After about 45 minutes of riding, I decided to head over to Piccadilly and see if the trail up to the Lairig Ghru looked rideable. It did, so I started climbing and rapidly warmed up. My overnight kit is far from heavy, but strapped to a somewhat beefy bike and given my state of fitness, the heart rate definitely climbed faster than I did. Nearing the top of the climb, I was post-holing. I had no intentions of going into the pass proper, but I did want to see what my options were.

Soon enough I broke out of the tree line and peered into the massive, glacial half-pipe that forms one of the passes through the Cairngorm. There is a photo on my flickr that looks like a close up of a cotton wool ball. It was approaching me *fast* and suggested that heading any further into the Lairig Ghru would prove uncomfortable. I turned the bike and so ensued a drifting, pinball, highly enjoyable descent.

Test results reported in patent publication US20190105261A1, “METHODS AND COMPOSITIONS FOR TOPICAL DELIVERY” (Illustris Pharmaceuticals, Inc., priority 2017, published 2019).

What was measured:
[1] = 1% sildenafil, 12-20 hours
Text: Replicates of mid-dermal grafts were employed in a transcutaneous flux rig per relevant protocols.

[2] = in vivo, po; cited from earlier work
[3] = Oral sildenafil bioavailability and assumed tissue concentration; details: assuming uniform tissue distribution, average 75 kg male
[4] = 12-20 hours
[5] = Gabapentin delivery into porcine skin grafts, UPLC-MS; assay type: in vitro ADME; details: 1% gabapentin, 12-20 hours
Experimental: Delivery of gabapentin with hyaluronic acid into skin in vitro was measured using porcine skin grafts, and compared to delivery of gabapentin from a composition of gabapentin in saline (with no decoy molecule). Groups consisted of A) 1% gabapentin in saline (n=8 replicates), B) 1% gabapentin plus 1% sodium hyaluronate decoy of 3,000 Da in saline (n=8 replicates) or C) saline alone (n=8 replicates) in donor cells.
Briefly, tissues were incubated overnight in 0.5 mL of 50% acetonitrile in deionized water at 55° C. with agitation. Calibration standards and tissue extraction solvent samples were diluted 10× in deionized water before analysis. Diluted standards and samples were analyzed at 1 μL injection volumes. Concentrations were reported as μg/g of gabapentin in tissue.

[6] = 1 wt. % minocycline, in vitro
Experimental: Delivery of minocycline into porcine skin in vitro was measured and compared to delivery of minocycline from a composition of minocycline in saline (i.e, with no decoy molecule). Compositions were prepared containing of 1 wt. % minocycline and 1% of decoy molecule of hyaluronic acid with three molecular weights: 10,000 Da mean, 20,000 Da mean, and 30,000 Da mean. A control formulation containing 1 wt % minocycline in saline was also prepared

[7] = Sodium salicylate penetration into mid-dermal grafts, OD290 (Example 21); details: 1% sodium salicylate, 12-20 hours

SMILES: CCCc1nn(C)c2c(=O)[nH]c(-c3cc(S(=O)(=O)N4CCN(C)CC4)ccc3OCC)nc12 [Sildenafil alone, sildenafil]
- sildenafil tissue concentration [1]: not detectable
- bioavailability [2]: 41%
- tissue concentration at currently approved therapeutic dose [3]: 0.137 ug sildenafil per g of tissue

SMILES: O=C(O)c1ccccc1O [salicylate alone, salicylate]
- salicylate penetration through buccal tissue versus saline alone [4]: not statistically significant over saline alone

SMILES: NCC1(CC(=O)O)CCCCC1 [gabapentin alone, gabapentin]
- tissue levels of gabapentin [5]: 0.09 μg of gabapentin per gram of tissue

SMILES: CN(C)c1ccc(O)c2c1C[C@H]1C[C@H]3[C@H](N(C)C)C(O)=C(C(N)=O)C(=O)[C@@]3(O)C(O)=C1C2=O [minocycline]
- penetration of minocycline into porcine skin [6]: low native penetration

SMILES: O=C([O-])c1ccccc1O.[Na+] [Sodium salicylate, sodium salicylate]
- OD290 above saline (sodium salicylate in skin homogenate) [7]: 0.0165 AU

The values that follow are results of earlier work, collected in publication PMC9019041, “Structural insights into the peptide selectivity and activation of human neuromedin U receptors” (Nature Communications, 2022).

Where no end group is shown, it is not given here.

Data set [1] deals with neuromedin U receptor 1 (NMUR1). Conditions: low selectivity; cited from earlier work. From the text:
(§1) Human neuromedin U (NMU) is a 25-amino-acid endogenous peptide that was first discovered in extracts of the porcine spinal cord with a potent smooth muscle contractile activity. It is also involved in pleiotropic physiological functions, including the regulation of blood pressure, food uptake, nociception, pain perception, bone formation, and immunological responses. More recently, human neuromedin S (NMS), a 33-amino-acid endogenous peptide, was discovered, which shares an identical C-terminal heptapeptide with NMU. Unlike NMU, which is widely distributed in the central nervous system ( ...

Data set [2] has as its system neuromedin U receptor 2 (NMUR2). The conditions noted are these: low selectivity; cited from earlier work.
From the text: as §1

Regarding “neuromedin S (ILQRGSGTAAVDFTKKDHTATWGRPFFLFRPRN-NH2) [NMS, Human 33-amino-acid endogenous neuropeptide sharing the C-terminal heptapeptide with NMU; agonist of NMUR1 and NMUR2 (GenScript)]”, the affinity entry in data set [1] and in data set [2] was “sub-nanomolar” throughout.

I knew that I was going to be overtaken by the weather, so headed to one of my favourite spots to make a cup of coffee and shelter under the relatively dense trees. That way I could further assess the conditions and have a spot of breakfast.

Sure enough, the snow started to fall again and the wind began to rise. I hopped on the bike and pedaled on. Movement generates warmth. I climbed up into the wind and drifting snow, wondering if the path from Rothiemurchas Lodge over towards the ski area would be passable, but it was deep under powdery snow. After reflecting briefly on those tough guys who battle the Iditarod route in Alaska, I turned tail and climbed up to Badaguish, intent on riding the tight trails hidden in the trees above the outdoor centre.